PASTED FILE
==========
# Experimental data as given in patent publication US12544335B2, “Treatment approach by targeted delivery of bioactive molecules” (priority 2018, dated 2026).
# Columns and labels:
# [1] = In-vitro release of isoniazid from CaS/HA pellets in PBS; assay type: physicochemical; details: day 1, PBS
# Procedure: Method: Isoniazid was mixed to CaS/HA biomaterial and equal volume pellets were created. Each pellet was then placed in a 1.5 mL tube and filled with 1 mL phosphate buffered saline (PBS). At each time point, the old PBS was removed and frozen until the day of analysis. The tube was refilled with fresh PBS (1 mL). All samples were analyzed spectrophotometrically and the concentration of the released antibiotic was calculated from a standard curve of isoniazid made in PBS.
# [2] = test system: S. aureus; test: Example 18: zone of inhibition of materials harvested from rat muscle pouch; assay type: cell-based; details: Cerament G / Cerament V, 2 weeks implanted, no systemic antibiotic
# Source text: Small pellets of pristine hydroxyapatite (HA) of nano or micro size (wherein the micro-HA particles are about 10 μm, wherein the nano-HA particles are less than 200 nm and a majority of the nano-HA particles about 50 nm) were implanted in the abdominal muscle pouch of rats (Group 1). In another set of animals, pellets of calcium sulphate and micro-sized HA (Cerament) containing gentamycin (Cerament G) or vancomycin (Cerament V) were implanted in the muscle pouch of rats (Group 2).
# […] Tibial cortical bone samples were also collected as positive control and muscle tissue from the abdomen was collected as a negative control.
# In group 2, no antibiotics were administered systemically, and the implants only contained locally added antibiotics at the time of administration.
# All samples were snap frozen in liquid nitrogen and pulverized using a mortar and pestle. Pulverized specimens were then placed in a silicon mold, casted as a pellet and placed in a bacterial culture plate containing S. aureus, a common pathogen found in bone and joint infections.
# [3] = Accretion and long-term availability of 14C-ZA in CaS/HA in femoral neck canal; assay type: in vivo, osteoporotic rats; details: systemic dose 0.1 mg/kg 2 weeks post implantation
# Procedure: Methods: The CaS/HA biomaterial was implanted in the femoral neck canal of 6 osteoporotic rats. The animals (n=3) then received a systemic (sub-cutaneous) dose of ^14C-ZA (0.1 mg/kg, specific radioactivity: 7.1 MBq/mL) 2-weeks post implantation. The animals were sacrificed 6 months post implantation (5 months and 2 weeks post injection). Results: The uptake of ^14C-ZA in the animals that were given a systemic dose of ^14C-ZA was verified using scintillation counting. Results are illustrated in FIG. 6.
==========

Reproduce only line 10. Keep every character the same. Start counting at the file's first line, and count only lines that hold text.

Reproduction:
# [3] = Accretion and long-term availability of 14C-ZA in CaS/HA in femoral neck canal; assay type: in vivo, osteoporotic rats; details: systemic dose 0.1 mg/kg 2 weeks post implantation